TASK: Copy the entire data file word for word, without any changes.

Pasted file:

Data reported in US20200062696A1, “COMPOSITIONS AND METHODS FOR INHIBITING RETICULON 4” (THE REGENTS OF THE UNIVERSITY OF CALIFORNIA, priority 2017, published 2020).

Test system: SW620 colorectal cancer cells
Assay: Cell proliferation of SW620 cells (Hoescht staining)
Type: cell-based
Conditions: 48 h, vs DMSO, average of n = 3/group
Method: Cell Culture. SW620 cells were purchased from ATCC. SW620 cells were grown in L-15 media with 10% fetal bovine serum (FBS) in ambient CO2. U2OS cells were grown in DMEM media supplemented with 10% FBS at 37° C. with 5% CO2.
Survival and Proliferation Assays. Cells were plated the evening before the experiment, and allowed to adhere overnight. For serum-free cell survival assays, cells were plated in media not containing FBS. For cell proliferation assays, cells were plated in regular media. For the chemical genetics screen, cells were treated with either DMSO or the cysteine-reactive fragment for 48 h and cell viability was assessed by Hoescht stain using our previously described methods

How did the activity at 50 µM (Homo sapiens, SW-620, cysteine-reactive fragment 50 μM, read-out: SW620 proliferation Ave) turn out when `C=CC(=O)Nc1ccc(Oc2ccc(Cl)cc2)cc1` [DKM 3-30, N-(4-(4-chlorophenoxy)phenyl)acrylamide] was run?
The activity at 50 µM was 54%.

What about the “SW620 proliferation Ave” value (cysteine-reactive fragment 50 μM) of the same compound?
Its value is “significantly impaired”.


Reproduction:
Data reported in US20200062696A1, “COMPOSITIONS AND METHODS FOR INHIBITING RETICULON 4” (THE REGENTS OF THE UNIVERSITY OF CALIFORNIA, priority 2017, published 2020).

Test system: SW620 colorectal cancer cells
Assay: Cell proliferation of SW620 cells (Hoescht staining)
Type: cell-based
Conditions: 48 h, vs DMSO, average of n = 3/group
Method: Cell Culture. SW620 cells were purchased from ATCC. SW620 cells were grown in L-15 media with 10% fetal bovine serum (FBS) in ambient CO2. U2OS cells were grown in DMEM media supplemented with 10% FBS at 37° C. with 5% CO2.
Survival and Proliferation Assays. Cells were plated the evening before the experiment, and allowed to adhere overnight. For serum-free cell survival assays, cells were plated in media not containing FBS. For cell proliferation assays, cells were plated in regular media. For the chemical genetics screen, cells were treated with either DMSO or the cysteine-reactive fragment for 48 h and cell viability was assessed by Hoescht stain using our previously described methods

How did the activity at 50 µM (Homo sapiens, SW-620, cysteine-reactive fragment 50 μM, read-out: SW620 proliferation Ave) turn out when `C=CC(=O)Nc1ccc(Oc2ccc(Cl)cc2)cc1` [DKM 3-30, N-(4-(4-chlorophenoxy)phenyl)acrylamide] was run?
The activity at 50 µM was 54%.

What about the “SW620 proliferation Ave” value (cysteine-reactive fragment 50 μM) of the same compound?
Its value is “significantly impaired”.